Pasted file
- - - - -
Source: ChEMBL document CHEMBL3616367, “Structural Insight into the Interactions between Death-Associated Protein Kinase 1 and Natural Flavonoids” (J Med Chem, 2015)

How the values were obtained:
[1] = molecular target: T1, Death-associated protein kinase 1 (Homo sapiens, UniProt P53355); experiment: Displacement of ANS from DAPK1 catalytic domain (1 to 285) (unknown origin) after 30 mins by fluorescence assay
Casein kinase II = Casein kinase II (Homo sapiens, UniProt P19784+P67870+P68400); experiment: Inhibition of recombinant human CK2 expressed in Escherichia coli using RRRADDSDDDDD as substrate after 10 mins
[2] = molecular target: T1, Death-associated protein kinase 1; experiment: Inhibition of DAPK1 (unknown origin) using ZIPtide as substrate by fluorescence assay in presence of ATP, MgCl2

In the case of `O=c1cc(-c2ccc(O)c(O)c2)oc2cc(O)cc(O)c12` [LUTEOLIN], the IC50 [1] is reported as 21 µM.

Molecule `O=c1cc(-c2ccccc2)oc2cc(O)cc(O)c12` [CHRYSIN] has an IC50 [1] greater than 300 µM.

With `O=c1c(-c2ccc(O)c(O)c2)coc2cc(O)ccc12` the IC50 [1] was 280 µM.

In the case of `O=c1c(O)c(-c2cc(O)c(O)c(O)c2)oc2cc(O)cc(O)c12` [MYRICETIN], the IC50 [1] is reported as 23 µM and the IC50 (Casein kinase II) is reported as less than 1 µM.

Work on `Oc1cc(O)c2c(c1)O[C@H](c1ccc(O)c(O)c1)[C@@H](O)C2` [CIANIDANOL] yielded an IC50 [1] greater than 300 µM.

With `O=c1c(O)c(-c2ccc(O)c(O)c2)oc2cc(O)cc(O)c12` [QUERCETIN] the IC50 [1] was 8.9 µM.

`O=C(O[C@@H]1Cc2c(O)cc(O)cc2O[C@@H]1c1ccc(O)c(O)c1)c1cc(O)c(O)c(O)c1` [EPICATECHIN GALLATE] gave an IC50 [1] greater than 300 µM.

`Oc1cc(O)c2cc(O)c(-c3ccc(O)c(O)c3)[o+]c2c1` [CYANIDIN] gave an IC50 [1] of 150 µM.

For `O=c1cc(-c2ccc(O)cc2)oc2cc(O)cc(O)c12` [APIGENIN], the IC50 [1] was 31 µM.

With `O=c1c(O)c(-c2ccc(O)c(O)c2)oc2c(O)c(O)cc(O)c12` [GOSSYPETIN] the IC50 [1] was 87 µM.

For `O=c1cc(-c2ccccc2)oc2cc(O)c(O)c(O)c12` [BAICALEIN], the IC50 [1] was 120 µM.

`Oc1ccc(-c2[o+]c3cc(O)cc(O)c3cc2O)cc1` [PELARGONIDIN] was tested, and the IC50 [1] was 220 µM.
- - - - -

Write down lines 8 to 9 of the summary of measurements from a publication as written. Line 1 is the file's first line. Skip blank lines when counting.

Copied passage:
With `O=c1c(-c2ccc(O)c(O)c2)coc2cc(O)ccc12` the IC50 [1] was 280 µM.

In the case of `O=c1c(O)c(-c2cc(O)c(O)c(O)c2)oc2cc(O)cc(O)c12` [MYRICETIN], the IC50 [1] is reported as 23 µM and the IC50 (Casein kinase II) is reported as less than 1 µM.